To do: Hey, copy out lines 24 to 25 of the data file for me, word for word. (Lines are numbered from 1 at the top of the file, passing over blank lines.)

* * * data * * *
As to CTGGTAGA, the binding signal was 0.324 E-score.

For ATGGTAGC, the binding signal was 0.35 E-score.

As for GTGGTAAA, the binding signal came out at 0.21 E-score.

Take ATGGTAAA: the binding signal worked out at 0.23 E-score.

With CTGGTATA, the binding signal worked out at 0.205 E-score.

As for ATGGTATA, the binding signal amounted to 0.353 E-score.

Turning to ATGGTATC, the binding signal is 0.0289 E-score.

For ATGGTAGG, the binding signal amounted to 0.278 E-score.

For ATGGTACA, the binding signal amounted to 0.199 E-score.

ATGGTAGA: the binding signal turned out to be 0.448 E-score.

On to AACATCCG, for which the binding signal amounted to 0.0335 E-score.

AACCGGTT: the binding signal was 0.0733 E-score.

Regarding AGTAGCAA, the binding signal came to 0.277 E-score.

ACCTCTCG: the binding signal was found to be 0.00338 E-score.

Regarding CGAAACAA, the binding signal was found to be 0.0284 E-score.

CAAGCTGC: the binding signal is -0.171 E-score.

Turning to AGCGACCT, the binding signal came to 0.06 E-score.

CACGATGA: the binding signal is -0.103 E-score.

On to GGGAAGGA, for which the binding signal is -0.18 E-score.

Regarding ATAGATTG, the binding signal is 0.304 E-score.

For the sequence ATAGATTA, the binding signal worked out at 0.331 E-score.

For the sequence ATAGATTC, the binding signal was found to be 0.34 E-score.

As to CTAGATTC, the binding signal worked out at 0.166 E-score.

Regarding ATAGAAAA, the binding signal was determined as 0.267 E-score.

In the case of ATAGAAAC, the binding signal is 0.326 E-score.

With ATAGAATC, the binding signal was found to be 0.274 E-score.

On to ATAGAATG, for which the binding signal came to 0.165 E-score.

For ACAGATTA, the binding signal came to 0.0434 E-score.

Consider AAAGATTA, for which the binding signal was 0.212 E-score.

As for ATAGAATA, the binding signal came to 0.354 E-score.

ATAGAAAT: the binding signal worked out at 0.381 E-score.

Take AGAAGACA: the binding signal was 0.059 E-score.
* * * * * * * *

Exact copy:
Regarding ATAGAAAA, the binding signal was determined as 0.267 E-score.

In the case of ATAGAAAC, the binding signal is 0.326 E-score.